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Digital tax stamps

URA announces deadline for manufacturers, importers to acquire digital stamps

"... effective 1st October 2020, every local manufacturer or importer of beer, soda, spirits, wine, mineral water or tobacco products including cigarettes, shall be required to have each unit of the stocked, retailed or stored products affixed with a digital tax stamp," the Uganda Revenue Authority (URA) said in a statement.
posted onSeptember 17, 2020
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Ugandan manufacturers and importers have been given up to October 1 to acquire digital stamps for all the goods in their stock.

"... effective 1st October 2020, every local manufacturer or importer of beer, soda, spirits, wine, mineral water or tobacco products including cigarettes, shall be required to have each unit of the stocked, retailed or stored products affixed with a digital tax stamp," the Uganda Revenue Authority (URA) said in a statement.

"All such goods manufactured or imported on or after the above date shall bear a digital stamp before supplying or distributing them to the market."
 
According to the statement, all manufacturers and importers of products gazetted for DTS (Digital Tax Stamp) with stock manufactured or imported before the roll-out date of November 1, 2019, must recall the stock from the market for stamping.

Secondly, all distributors, retailers, and consumers shall not stock, store, or sell products gazetted for DTS without a digital mark.
 
"Every manufacturer, importer, distributor, agent and or trader of the gazetted goods, shall be required to clear their stores of any unstamped goods, otherwise such goods found in their possession shall be subject to compliance actions in line with the provisions of the law," URA said.

Pursuant to Section 19A and 19B of The Tax Procedures Code Act 2014 as amended and Regulation 3, 5 and 14 of the Tax Procedures Code (Tax Stamps) Regulations 2018, URA implemented the use of a DTS to enable manufacturers, importers, distributors, consumers and government agencies to uniquely identify products as well as track and trace their origin from production or import up to the consumer market.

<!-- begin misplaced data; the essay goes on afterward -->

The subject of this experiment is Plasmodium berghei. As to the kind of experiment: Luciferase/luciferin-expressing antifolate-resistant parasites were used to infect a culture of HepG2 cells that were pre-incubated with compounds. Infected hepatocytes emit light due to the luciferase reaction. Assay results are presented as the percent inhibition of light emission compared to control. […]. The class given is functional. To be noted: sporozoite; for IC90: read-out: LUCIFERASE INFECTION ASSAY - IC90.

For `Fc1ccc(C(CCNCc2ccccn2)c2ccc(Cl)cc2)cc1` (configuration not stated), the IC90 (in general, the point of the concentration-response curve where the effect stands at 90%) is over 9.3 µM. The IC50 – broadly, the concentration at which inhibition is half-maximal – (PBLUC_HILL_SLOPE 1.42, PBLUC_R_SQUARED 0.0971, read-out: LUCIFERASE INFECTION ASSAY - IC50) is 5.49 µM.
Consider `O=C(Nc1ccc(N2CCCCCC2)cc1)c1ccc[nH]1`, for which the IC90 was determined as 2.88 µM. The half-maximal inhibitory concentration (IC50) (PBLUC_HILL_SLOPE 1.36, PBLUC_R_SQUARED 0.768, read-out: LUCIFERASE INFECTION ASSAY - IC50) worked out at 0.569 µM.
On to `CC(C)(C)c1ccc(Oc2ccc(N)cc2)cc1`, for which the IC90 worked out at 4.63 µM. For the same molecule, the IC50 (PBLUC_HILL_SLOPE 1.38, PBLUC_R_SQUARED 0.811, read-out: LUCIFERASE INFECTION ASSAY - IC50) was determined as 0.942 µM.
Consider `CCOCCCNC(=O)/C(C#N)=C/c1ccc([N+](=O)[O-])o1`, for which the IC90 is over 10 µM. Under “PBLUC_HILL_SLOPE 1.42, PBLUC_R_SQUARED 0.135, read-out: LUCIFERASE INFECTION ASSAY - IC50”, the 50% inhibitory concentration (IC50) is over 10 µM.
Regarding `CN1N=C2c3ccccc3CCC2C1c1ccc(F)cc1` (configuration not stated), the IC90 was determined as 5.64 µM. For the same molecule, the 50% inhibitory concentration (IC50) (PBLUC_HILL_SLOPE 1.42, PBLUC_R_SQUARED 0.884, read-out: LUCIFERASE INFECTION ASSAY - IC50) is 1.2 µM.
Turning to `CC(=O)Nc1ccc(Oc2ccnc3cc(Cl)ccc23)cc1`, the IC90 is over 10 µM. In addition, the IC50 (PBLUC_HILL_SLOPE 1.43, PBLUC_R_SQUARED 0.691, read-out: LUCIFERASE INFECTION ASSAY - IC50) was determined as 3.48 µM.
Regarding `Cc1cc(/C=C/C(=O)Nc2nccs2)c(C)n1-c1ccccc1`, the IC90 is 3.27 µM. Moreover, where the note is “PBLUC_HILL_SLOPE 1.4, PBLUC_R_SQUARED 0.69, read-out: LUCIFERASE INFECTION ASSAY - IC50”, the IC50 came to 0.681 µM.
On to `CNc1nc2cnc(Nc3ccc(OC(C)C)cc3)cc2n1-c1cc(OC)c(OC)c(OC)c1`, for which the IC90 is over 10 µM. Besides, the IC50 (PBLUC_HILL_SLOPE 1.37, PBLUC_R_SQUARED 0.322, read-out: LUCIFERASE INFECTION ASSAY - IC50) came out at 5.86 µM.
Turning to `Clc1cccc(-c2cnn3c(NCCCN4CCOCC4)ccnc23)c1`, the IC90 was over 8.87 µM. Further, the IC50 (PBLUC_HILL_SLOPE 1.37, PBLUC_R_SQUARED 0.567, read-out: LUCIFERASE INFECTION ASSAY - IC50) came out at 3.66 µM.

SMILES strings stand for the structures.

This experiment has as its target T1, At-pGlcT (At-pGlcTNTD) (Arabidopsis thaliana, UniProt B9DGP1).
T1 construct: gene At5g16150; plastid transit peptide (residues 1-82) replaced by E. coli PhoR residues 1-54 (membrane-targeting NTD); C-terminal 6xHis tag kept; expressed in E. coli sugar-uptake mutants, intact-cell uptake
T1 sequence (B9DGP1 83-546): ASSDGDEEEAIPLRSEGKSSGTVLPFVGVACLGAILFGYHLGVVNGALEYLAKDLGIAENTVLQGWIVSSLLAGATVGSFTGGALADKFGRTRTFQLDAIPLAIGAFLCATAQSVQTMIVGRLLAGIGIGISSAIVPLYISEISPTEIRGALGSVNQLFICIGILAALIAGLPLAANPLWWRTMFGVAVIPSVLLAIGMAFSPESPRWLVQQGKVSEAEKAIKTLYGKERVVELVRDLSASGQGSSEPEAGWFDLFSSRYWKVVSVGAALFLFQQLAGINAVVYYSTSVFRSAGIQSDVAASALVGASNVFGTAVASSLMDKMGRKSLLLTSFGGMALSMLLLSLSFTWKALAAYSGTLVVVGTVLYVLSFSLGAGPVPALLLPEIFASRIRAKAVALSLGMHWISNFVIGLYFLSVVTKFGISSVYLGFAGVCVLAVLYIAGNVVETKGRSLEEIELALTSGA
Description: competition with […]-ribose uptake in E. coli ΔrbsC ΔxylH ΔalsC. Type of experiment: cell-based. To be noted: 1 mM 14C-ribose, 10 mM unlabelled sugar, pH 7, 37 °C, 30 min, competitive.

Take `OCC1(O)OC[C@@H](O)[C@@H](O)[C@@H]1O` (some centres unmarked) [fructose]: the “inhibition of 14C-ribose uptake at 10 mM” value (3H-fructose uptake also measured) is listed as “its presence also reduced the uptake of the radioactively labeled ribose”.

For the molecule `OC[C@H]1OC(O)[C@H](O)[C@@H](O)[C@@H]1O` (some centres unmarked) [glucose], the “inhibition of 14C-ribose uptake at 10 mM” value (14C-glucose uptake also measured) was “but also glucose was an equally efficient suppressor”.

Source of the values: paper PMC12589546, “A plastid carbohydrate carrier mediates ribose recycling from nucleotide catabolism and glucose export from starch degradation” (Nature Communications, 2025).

A Digital Tax Stamp is a visible stamp, label or mark placed on a gazetted product to show that the applicable excise duty has been paid.

The tax is charged in form of Excise Duty, which is imposed on specific goods or services produced, imported or provided within a country.

The duty is computed as a percentage or specific rate on the sale, import or provision of goods or services.  

“It is charged when the goods exit the factory or when they are imported into the country,” URA says on its website.

According to URA, they are trying to move from the traditional approach of attaching staff to each factory to physically monitor the volume of production.

The first tax stamps were rolled out in 2002 but because of their manual nature, they were not effective because the target revenue collections were not met.

“… these tax stamps were manual in nature and applicable to cigarettes only,” says URA.

“Despite the said measures, performance of excise duty has persistently remained below expectations due to inefficiency in monitoring of the products. This has resulted in loss of government revenue, increase in illicit trade and unfair competition to legitimate investors, manufacturers or importers.”

The Authority hopes these inefficiencies can be eliminated using DTS since there’ll be digital trace-ability solutions that guarantee security and authentication of the tax stamp.

The affected goods are Beer, Spirits, Wine, Soda, Mineral water, and Tobacco products, both locally manufactured and imported.

How stamps are affixed

According to URA, “for locally manufactured goods, affixation shall be done in the production facility immediately after packaging of the product”.

And for imported goods, it is done in a “place registered by the Commissioner General within seven days upon clearance from Customs or at the production facility within the exporting country, subject to such conditions as the Commissioner General may specify.”

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